• A limited study of children requiring splenectomy for trauma suggested a 59% incidence of splenosis. We attempted to confirm these results in 40 adult patients with trauma. Residual splenic tissue, from either splenosis or accessory spleens, was seen in 26% of patients who underwent splenectomy for trauma and subsequent splenic scintigraphy. There was no significant difference in serum IgM levels between control patients and splenectomy patients with or without residual splenic tissue. There was also no difference in the percentage of pitted RBCs in splenectomized patients with or without residual splenic tissue. However, both groups of splenectomized patients had significantly higher numbers of pitted RBCs than did controls. These results indicate that the incidence of residual splenic tissue, though significant, is lower than previously reported, and that natural splenosis probably results in a small splenic mass incapable of restoring total splenic function.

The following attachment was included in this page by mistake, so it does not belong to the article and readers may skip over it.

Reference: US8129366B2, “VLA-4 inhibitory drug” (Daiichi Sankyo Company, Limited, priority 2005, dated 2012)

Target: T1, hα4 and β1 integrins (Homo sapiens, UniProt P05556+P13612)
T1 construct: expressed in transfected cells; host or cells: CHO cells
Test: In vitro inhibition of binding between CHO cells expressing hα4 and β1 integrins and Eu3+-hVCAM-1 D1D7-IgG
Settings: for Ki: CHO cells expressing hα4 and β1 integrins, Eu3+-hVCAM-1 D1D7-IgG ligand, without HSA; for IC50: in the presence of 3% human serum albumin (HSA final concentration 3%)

(Arch Surg 1983;118:617-620)
Livingston CD, Levine BA, Lecklitner ML, Sirinek KR. Incidence and Function of Residual Splenic Tissue Following Splenectomy for Trauma in Adults. Arch Surg. 1983;118(5):617–620. doi:https://doi.org/10.1001/archsurg.1983.01390050083016
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